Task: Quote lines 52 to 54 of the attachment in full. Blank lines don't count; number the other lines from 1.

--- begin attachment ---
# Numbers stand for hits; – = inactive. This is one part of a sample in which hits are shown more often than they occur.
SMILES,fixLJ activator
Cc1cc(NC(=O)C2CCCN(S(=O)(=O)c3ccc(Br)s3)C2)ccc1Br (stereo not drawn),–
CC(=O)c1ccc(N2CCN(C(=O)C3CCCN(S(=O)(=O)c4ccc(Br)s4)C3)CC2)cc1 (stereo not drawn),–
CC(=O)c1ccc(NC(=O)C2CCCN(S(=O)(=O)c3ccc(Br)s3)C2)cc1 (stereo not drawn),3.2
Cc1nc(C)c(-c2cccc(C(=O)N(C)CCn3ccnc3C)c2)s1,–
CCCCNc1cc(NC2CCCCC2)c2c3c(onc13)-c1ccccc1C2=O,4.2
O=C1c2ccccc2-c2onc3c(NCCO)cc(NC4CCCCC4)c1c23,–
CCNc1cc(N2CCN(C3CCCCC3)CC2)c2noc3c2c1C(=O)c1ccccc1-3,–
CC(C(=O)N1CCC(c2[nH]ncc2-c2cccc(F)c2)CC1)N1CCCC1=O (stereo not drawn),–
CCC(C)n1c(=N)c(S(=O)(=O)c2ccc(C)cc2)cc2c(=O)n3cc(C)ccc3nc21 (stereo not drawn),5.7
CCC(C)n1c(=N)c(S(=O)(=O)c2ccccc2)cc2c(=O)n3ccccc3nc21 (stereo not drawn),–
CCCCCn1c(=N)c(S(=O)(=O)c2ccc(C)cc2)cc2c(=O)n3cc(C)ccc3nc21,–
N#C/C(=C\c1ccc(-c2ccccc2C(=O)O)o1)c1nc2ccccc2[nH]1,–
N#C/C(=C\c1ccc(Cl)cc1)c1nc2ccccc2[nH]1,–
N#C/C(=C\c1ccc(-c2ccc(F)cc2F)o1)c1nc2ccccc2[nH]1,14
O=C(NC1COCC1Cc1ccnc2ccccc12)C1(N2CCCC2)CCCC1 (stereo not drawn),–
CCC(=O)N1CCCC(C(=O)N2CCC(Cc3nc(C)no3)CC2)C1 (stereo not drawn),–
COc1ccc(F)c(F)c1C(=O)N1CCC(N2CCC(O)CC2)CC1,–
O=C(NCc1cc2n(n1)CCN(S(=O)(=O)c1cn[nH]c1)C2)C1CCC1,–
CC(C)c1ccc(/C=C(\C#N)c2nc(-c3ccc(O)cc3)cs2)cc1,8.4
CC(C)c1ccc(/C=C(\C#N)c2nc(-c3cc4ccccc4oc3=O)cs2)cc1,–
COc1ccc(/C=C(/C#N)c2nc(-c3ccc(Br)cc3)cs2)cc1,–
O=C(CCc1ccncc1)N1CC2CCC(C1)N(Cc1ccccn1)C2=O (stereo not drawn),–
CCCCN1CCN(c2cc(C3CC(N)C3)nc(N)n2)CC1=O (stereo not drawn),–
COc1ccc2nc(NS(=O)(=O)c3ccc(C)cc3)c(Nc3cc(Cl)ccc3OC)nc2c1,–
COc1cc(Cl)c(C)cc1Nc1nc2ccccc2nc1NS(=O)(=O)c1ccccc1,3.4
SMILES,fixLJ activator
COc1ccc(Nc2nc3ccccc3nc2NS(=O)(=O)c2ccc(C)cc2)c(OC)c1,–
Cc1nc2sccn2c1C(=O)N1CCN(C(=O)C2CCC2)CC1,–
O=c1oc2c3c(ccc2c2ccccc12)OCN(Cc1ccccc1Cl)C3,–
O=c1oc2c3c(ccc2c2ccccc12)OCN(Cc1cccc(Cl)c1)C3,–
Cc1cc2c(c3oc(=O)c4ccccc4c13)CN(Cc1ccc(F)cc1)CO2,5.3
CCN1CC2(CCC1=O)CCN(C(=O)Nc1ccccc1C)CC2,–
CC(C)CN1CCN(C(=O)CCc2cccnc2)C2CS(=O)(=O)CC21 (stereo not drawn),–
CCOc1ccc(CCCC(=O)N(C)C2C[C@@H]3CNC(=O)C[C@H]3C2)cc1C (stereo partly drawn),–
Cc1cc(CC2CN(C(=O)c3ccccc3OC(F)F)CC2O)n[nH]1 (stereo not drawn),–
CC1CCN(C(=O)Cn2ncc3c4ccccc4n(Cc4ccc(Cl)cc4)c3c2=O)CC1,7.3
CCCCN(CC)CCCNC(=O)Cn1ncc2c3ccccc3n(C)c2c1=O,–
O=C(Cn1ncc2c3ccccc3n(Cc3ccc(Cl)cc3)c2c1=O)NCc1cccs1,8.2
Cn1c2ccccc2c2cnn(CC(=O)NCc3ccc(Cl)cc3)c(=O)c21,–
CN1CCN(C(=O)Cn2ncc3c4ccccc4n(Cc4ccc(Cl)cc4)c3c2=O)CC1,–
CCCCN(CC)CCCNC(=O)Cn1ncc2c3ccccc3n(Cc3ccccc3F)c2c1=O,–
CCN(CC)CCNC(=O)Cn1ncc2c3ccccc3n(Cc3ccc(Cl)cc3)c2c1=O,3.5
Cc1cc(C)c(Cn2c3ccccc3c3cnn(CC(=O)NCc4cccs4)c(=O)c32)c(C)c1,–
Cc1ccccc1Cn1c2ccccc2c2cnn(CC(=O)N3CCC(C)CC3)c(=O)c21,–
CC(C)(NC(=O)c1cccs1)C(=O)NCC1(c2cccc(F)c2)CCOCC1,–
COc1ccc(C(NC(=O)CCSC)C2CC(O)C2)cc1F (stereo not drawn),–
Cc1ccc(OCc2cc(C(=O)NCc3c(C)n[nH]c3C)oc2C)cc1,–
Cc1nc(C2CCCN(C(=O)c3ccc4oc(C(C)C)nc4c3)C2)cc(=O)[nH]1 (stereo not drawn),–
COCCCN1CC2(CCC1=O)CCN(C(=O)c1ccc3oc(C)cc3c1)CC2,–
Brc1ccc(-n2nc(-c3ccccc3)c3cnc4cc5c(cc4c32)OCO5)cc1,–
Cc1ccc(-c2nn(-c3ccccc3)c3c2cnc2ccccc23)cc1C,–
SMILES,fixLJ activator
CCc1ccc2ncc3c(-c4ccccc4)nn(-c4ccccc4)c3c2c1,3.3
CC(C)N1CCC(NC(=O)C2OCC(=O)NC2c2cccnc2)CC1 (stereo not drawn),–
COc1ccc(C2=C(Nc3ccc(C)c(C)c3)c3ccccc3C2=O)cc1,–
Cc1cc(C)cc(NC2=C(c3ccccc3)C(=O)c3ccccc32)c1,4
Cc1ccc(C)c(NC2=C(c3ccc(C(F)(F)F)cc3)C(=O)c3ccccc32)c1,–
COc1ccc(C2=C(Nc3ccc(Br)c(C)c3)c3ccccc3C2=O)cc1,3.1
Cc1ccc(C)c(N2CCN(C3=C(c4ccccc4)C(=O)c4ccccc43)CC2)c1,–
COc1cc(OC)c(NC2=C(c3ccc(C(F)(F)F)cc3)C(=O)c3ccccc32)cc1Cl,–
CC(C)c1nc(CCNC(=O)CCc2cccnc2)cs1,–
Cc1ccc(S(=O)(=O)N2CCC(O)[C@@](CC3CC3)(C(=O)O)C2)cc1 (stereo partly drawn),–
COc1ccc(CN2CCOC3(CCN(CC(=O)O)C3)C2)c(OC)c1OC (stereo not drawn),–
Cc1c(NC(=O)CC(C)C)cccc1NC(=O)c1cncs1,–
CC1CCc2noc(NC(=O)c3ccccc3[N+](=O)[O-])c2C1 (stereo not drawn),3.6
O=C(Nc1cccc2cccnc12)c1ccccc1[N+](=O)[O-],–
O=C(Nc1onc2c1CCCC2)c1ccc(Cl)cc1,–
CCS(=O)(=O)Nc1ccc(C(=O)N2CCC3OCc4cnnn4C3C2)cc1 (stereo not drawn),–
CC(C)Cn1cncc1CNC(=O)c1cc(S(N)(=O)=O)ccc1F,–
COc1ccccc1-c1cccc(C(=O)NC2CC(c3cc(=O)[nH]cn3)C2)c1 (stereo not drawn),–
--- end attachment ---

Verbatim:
Brc1ccc(-n2nc(-c3ccccc3)c3cnc4cc5c(cc4c32)OCO5)cc1,–
Cc1ccc(-c2nn(-c3ccccc3)c3c2cnc2ccccc23)cc1C,–
SMILES,fixLJ activator